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Al-Mizhar American Academy, Al-Mizhar 1, Mirdif
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Review

Al-Mizhar American Academy, Al-Mizhar 1, Mirdif

by May 26, 2016
Strengths

• Accreditation
• Common Core/ Next Gen standards
• AP provision
• Single-sex, all girl schooling from Grade 1
• Strong focus on engineering and science
• Taaleem backing
• Outstanding new leadership midway through pioneering transformation/whole school improvement
• High levels of Emirati attendance in a broadly international role
• School wide improvements across the spectrum of provision
• Very good levels of school transparency

Weaknesses

• Lack of advertised bursary or sponsorship provision
• This school deserves significant capital investment

Rating
Our Rating
User Rating
Rate Here
Academic
B-
B+
Value
B-
A-
ExtraCurricula
B
B+
Languages
B
B+
Sports
B-
B
Arts & Drama
B-
A
Teaching
B
B+
Communications
A-
A-
Warmth
A
B+
Differentiation
B+
A
SEND Provision
B
A-
Scl Community
A
A-
Scl Facilities
B
A
Opportunities

A school operating at a very high level in many areas - and outstandingly in its provision of AP. Al Mizhar has much to recommend it for prospective parents seeking an all-girl, US curricular schooling for their child(ren). On its current trajectory of school wide improvement, and subject to the ongoing investment of Taaleem, Al Mizhar has the chance to establish a benchmark for the sector.

B+
Our Rating
B+
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Updated March 2017

Al-Mizhar American Academy (AAM), previously Al-Mizhar American Academy Private School for Girls, is best understood as a single-sex all-girl through school offering an FS to Grade 12 education based on the US, New England Association of Schools and Colleges, curriculum to children between the ages of 3 years and 18 years. AAM is a co-educational school for Pre-KG to KG 2, this provided very much following the request of, and as a service to parents. The school is owned and managed by the highly respected Taaleem. If this is the somewhat dry and descriptive background to Al Mizhar, the reality on the ground is of an absolutely wonderful school that after our most recent visit (March 2017) really left an impression on us of a very high achieving, happy and genuinely inspirational school that, we think, deserves much wider recognition. As our Inspector in her notes reported: “I left feeling very excited, and actually quite moved, by the opportunities which are being given to the young women at this remarkable school.”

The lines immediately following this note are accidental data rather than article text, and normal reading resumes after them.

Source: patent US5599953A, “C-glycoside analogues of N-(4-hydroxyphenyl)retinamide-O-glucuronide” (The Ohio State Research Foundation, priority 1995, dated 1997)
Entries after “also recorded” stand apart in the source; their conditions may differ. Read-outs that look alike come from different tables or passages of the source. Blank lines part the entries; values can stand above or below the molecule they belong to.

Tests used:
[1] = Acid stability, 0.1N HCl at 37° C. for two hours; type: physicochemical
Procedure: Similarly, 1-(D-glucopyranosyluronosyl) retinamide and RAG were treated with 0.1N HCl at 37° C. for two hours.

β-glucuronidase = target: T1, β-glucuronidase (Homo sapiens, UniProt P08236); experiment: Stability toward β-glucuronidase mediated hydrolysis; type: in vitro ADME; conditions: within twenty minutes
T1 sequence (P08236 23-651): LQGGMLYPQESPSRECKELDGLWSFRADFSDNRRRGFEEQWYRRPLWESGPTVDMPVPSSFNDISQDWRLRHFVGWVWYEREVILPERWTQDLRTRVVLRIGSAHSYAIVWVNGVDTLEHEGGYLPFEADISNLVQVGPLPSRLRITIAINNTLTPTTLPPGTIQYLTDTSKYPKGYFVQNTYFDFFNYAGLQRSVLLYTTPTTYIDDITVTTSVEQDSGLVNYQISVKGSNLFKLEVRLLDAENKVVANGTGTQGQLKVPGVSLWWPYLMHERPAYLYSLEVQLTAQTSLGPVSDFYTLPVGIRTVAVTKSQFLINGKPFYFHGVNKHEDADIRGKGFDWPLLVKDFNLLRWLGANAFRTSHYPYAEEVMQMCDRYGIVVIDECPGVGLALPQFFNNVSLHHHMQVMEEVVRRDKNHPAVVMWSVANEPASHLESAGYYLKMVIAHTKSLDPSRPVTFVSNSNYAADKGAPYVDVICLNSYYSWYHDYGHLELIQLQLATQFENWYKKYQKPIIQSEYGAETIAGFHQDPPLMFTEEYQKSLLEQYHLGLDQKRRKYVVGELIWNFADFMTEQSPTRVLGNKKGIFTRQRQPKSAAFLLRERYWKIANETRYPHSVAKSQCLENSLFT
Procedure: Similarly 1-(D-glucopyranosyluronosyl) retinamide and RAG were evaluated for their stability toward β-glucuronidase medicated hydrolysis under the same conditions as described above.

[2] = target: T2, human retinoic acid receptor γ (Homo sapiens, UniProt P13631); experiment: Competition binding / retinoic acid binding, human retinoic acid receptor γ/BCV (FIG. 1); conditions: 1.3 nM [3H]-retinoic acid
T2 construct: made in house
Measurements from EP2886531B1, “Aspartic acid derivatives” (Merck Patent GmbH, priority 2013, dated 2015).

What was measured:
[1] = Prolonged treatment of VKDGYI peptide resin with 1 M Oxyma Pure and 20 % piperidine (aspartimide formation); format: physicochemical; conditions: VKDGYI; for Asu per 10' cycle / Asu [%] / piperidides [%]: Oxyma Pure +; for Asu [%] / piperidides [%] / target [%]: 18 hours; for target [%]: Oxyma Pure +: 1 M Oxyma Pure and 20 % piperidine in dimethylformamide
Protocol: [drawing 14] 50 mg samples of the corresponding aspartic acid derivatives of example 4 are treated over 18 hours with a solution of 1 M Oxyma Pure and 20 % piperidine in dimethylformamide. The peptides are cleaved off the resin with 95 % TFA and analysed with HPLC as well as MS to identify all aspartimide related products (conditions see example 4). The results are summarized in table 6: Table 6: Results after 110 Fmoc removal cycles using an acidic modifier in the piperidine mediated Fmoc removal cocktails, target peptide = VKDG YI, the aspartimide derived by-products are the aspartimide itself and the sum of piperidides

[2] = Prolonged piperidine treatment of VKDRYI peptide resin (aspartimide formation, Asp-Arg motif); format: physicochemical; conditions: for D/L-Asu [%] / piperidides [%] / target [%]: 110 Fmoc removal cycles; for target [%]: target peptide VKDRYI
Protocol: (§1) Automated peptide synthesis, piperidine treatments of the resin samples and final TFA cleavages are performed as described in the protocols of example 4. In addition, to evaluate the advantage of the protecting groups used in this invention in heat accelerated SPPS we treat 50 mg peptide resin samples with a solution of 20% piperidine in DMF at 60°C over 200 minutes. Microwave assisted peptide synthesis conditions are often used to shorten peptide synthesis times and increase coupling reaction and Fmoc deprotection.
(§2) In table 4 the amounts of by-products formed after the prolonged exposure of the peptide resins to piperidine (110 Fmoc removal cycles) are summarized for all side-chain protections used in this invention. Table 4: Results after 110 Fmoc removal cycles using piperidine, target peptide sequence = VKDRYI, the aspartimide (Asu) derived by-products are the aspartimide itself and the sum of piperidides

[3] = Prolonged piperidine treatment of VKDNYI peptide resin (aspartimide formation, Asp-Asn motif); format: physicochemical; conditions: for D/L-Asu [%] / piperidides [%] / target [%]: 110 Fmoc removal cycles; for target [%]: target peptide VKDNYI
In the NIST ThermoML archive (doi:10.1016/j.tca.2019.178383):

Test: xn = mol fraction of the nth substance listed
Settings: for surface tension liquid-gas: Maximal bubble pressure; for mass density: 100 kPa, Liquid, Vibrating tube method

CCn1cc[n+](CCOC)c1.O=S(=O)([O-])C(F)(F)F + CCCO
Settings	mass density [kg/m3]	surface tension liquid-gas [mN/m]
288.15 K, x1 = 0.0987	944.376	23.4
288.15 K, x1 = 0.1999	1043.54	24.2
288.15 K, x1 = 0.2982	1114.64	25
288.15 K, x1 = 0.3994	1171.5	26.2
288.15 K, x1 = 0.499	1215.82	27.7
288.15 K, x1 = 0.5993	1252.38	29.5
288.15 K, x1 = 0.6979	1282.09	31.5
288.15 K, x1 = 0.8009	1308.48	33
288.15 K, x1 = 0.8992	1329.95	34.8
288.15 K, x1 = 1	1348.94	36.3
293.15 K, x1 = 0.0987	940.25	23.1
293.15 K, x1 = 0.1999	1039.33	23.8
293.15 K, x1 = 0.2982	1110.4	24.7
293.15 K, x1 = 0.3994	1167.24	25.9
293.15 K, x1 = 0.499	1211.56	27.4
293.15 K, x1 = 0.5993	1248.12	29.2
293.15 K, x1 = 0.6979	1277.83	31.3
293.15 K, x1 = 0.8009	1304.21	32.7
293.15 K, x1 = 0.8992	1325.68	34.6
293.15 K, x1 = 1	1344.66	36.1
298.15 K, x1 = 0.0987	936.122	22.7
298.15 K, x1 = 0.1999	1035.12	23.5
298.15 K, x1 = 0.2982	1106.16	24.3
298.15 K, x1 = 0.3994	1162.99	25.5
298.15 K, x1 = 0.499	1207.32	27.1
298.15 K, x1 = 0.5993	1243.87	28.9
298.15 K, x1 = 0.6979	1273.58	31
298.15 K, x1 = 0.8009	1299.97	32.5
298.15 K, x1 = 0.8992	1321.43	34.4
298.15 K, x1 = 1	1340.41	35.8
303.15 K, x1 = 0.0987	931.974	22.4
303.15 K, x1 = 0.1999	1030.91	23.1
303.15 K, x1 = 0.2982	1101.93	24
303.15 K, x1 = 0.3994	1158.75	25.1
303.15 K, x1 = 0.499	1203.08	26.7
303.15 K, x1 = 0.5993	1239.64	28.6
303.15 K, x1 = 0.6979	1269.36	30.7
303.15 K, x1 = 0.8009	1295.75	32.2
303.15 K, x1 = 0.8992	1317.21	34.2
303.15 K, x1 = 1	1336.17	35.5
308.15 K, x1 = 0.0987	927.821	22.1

Stand-out features for prospective parents are:

  • An all-girls school from Grade 1, rare in meeting a defined requirement for single-sex education by many parents in the Emirates
  • Common Core and Next Generation standards based curriculum
  • Provision for Advanced Placement (AP) – very important in US curricular schools
  • Taaleem backing
  • Small school intimacy with the Tier 1 facilities that generally come only with much larger schools
  • Fully accredited by the New England Association of Schools and Colleges (NEASC) and Council of International Schools (CIS)
  • Al -Mizhar is rated a “Good School” by the KHDA, a rating it has held for eight years. The rating is the minimum rating awarded by the KHDA for a school that it considers effective on its new six-point scale rating schools from Very Weak, Weak, Acceptable, Good, Very Good and Outstanding.

In the following review, and following our visit to the school in March 2017, we want to tackle head-on two areas:

  • The school is mid-way working through very significant transitional changes across staff and whole school delivery. In 2015-16 staff turnover was running to 40%.
  • The school has historically been rated a Good School with Outstanding features. At the time of the last inspection some of the school’s outstanding features were downgraded.

The school’s current overall rating compares poorly with the Inspectorate’s individual awarding of “Outstanding” to the school’s strengths in developing the personal responsibility of its students, their community sense of community and environmental responsibility and broader appreciation of the Emirati, Islamic and global context across all phases in 2013-14.

The school at this time was also praised for its outstanding partnership with parents and exceptional support for its children. In all these areas the school’s performance, as measured by the KHDA, had dropped, in many cases by two grades, notwithstanding the new measurement in its last Inspection.

Following our visit, and in practice, we note a school today significantly improved under its new Principal, Ms Bridget Justen, from the benchmark scoring she inherited in 2014-15. We think, on the basis of our visit, independent feedback to our sister site, whichschooladvisor, and our latest visit to the school (March 2017) that securing a high KHDA rating is now just a matter of time and prospective parents should review the last Inspectorate grading in the context of recent changes which present a very different school.